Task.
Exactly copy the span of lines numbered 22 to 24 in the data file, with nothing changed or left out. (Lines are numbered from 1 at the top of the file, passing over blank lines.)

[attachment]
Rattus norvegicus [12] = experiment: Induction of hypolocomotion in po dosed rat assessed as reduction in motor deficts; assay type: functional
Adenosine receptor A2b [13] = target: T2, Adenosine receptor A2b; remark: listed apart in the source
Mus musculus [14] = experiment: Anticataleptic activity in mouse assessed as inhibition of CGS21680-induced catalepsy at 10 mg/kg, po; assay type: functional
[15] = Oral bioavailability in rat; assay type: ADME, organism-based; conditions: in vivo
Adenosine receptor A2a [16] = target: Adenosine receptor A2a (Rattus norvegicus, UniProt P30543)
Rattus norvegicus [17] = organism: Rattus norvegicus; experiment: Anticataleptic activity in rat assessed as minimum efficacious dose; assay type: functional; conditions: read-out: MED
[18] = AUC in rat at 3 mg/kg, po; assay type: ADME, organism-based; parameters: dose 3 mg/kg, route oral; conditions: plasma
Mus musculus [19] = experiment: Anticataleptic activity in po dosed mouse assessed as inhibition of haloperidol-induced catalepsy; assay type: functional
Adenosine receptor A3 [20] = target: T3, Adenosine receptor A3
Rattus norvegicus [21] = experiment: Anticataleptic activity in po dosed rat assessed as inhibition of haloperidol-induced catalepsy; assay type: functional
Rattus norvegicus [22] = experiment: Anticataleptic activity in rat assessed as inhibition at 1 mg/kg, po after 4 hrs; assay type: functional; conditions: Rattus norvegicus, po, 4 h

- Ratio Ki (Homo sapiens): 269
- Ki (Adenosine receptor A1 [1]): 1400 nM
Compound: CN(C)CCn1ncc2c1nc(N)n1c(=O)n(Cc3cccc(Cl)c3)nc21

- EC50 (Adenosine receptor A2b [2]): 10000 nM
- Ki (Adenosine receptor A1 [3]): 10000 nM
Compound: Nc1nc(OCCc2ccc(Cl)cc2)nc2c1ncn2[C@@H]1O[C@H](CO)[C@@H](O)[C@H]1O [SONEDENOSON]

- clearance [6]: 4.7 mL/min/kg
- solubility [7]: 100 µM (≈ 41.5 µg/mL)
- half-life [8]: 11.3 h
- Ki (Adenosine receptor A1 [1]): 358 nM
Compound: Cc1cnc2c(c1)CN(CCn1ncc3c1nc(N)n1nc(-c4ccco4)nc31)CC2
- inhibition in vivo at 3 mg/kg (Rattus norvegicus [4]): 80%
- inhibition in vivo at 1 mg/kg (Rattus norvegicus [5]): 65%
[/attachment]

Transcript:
Compound: Cc1cnc2c(c1)CN(CCn1ncc3c1nc(N)n1nc(-c4ccco4)nc31)CC2
- inhibition in vivo at 3 mg/kg (Rattus norvegicus [4]): 80%
- inhibition in vivo at 1 mg/kg (Rattus norvegicus [5]): 65%